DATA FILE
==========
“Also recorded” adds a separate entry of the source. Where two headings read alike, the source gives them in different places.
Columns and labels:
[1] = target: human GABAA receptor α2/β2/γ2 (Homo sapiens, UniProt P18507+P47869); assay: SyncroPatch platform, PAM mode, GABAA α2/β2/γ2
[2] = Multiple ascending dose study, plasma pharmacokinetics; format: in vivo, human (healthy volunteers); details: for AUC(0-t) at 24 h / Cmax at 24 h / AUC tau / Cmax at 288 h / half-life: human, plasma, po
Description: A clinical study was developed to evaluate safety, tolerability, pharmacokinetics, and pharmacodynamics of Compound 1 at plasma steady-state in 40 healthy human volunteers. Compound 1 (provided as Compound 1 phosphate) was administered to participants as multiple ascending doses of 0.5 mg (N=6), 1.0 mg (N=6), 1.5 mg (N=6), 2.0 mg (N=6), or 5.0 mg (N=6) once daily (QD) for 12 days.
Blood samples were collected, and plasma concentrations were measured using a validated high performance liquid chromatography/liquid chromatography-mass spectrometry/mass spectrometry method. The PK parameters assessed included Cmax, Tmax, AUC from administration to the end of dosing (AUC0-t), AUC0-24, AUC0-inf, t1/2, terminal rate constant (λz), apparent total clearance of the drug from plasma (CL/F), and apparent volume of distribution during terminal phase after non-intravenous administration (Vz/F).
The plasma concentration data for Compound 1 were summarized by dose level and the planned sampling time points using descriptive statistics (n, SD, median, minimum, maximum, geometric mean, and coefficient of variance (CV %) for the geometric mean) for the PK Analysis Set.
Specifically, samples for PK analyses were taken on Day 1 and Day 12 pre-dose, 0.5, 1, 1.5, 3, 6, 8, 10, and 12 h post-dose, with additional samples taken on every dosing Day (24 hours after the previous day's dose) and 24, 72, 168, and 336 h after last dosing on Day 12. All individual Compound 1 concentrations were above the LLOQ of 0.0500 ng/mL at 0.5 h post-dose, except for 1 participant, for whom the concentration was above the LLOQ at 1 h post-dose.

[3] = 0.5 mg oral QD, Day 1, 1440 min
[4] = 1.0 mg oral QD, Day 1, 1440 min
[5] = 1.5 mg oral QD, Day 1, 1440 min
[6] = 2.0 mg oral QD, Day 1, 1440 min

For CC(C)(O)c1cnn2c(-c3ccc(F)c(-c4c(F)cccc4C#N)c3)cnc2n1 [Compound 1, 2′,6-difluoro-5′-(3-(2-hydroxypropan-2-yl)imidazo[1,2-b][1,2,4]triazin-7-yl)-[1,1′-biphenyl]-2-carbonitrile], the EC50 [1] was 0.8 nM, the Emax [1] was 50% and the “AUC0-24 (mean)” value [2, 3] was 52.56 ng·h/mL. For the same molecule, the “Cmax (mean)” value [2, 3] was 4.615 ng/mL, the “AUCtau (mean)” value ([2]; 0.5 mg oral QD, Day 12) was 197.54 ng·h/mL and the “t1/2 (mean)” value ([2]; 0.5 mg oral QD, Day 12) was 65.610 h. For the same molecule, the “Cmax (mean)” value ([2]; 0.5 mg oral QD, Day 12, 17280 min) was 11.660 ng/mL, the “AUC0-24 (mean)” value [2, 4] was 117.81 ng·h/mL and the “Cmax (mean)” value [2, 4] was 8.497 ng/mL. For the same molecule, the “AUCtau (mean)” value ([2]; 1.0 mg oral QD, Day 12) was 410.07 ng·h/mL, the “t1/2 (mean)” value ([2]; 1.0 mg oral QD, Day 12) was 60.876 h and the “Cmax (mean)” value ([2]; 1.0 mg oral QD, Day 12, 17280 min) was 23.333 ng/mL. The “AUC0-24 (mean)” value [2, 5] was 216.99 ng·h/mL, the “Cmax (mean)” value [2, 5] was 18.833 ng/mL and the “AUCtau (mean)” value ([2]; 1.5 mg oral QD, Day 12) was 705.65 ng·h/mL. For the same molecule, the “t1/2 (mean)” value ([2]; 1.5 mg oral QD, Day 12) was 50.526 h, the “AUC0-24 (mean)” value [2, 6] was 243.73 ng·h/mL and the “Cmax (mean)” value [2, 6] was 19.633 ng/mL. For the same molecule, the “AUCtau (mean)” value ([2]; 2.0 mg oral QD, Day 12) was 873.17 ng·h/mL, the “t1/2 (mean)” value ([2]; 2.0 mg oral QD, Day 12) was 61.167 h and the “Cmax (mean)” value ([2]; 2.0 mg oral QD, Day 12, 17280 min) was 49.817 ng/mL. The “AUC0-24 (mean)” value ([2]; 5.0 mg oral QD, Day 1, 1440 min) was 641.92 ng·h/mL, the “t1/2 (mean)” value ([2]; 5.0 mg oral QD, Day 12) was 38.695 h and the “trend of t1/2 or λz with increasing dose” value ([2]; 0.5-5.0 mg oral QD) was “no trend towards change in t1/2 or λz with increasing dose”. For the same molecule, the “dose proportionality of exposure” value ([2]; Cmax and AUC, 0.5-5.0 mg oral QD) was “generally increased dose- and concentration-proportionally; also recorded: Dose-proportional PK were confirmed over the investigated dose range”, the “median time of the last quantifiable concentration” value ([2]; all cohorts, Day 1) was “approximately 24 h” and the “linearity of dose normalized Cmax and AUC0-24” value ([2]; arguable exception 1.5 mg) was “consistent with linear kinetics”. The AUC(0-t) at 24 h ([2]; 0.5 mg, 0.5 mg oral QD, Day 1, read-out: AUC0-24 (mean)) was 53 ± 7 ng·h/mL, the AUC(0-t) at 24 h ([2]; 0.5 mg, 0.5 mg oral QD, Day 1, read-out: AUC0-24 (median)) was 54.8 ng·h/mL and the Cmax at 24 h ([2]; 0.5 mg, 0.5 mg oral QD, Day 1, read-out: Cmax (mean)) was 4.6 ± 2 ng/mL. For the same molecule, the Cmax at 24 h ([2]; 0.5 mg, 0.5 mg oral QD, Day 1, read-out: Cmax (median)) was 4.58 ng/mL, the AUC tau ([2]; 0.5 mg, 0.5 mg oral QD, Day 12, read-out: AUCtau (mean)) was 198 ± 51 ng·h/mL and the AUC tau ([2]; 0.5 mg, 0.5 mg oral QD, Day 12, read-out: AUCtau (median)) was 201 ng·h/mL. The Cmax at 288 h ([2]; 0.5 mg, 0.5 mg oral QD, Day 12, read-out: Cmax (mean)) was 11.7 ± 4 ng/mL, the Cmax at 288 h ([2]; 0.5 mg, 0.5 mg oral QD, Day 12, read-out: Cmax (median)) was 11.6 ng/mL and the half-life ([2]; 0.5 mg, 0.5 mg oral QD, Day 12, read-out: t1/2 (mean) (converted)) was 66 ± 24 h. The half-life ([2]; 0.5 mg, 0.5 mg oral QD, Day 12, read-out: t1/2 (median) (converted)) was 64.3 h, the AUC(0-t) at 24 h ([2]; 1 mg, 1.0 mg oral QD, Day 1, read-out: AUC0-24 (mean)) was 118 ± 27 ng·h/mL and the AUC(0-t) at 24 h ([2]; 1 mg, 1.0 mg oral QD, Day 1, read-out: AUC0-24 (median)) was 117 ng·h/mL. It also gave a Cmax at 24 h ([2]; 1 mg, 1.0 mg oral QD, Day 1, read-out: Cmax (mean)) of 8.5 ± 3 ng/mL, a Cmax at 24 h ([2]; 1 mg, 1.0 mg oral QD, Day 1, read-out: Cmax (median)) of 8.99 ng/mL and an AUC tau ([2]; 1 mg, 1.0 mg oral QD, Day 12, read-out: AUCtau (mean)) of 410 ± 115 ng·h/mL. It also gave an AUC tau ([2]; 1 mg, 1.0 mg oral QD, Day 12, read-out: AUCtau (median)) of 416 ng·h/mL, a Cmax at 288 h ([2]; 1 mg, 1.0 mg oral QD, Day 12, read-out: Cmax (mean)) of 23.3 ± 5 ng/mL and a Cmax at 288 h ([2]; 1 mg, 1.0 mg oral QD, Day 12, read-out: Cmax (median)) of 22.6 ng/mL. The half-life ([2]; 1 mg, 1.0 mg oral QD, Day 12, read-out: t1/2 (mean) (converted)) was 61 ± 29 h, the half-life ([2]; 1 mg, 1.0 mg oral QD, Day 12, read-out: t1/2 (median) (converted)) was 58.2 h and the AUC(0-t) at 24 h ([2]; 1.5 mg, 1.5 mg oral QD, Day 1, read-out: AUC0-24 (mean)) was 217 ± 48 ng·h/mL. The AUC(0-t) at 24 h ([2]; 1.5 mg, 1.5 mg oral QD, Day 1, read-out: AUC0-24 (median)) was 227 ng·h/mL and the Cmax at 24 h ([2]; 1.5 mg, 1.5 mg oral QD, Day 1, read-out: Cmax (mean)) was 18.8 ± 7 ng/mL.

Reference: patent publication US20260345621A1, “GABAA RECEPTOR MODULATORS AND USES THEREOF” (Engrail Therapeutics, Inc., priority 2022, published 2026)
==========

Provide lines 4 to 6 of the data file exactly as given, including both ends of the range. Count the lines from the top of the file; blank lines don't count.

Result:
[2] = Multiple ascending dose study, plasma pharmacokinetics; format: in vivo, human (healthy volunteers); details: for AUC(0-t) at 24 h / Cmax at 24 h / AUC tau / Cmax at 288 h / half-life: human, plasma, po
Description: A clinical study was developed to evaluate safety, tolerability, pharmacokinetics, and pharmacodynamics of Compound 1 at plasma steady-state in 40 healthy human volunteers. Compound 1 (provided as Compound 1 phosphate) was administered to participants as multiple ascending doses of 0.5 mg (N=6), 1.0 mg (N=6), 1.5 mg (N=6), 2.0 mg (N=6), or 5.0 mg (N=6) once daily (QD) for 12 days.
Blood samples were collected, and plasma concentrations were measured using a validated high performance liquid chromatography/liquid chromatography-mass spectrometry/mass spectrometry method. The PK parameters assessed included Cmax, Tmax, AUC from administration to the end of dosing (AUC0-t), AUC0-24, AUC0-inf, t1/2, terminal rate constant (λz), apparent total clearance of the drug from plasma (CL/F), and apparent volume of distribution during terminal phase after non-intravenous administration (Vz/F).